A new dawn for eosinophils in the tumour microenvironment

Abstract

Eosinophils are evolutionarily conserved, pleotropic cells that display key effector functions in allergic diseases, such as asthma. Nonetheless, eosinophils infiltrate multiple tumours and are equipped to regulate tumour progression either directly by interacting with tumour cells or indirectly by shaping the tumour microenvironment (TME). Eosinophils can readily respond to diverse stimuli and are capable of synthesizing and secreting a large range of molecules, including unique granule proteins that can potentially kill tumour cells. Alternatively, they can secrete pro-angiogenic and matrix-remodelling soluble mediators that could promote tumour growth. Herein, we aim to comprehensively outline basic eosinophil biology that is directly related to their activity in the TME. We discuss the mechanisms of eosinophil homing to the TME and examine their diverse pro-tumorigenic and antitumorigenic functions. Finally, we present emerging data regarding eosinophils as predictive biomarkers and effector cells in immunotherapy, especially in response to immune checkpoint blockade therapy, and highlight outstanding questions for future basic and clinical cancer research.

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Fig. 1: Eosinophil maturation and homing into the tumour microenvironment.
Fig. 2: Antitumorigenic activities of eosinophils.
Fig. 3: Pro-tumorigenic activities of eosinophils.
Fig. 4: Eosinophils as biomarkers or therapeutic targets of emerging therapies.

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Acknowledgements

A.M. is supported by the US–Israel Bi-national Science Foundation (grant no. 2011244), the Israel Science Foundation (grant no. 886/15), the Israel Cancer Research Foundation, the Cancer Biology Research Center, Tel Aviv University and the Emerson Collective. This work was supported in part by the Division of Intramural Research, National Institute of Allergy and Infectious Diseases (NIAID), NIH. A.M. thanks the Munitz laboratory for their excellent input and discussions over the past years.

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S.G, A.D.K. and A.M. researched data for the article, substantially contributed to discussion of content and wrote, reviewed and edited the manuscript before submission. M.I. substantially contributed to discussion of content and to writing the manuscript.

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Correspondence to Ariel Munitz.

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A.M. dedicates this Review to the memory of James J. Lee, who inspired and encouraged his work on defining the role of eosinophils in the tumour microenvironment.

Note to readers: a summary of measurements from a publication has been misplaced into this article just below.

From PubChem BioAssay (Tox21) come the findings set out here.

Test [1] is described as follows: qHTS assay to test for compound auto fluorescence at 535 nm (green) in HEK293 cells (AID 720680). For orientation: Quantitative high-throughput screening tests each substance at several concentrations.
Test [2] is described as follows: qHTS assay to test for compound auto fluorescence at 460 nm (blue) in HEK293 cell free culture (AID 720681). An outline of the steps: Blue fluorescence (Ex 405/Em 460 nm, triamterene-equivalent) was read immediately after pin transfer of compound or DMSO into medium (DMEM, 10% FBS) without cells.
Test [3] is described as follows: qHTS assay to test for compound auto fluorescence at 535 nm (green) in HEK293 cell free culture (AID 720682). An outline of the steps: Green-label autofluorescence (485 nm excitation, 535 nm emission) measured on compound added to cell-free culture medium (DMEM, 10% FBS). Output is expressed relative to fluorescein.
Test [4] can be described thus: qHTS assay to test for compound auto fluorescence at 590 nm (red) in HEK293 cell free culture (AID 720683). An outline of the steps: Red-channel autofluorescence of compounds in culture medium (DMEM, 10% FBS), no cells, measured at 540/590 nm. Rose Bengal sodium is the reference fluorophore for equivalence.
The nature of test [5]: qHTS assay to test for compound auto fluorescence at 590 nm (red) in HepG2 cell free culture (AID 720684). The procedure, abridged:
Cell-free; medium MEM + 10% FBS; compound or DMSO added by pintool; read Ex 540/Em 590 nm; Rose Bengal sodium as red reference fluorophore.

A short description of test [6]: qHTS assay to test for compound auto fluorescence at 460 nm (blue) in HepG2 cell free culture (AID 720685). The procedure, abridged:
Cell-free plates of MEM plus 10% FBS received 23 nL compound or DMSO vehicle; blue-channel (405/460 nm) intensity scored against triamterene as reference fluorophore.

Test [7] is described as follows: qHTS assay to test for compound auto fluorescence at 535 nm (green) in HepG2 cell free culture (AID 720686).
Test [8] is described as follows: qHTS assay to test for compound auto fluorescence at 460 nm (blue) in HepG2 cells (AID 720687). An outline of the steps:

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Nature Reviews Cancer thanks S. Dougan, G. Schiavoni and P. Weller for their contribution to the peer review of this work.

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Glossary

Pathogen-associated molecular patterns

Small molecular motifs derived from microorganisms that can be recognized by specialized pattern recognition receptors.

Extracellular DNA traps

A network of mitochondrial DNA fibres and eosinophil granule proteins, such as major basic protein (MBP) and eosinophil cationic protein (ECP), which facilitate bacterial clearance.

Lipid bodies

(Also known as lipid droplets.) Functionally active organelles that are actively formed within cells from the immune system in response to different inflammatory conditions and are sites for synthesis and storage of inflammatory mediators.

Damage-associated molecular patterns

Host cell-derived biomolecules that can be recognized by pattern recognition receptors to initiate inflammatory responses.

Type 2 T helper (TH2) cell immune responses

TH2 cell responses involve production of cytokines, such as interleukin-4 (IL-4), which stimulate antibody production. TH2 cytokines promote secretory immune responses of mucosal surfaces to extracellular pathogens and allergic reactions.

Absolute eosinophil count

A clinical and pathological measurement that is used to define eosinophil numbers by calculating the percentage of peripheral blood eosinophils multiplied by the total white blood cell count.

Type 2 innate lymphoid cells

Tissue-resident innate immune cells that are derived from a common lymphoid progenitor and are involved in the reaction to parasites and allergic diseases.

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Grisaru-Tal, S., Itan, M., Klion, A.D. et al. A new dawn for eosinophils in the tumour microenvironment. Nat Rev Cancer 20, 594–607 (2020). https://doi.org/10.1038/s41568-020-0283-9

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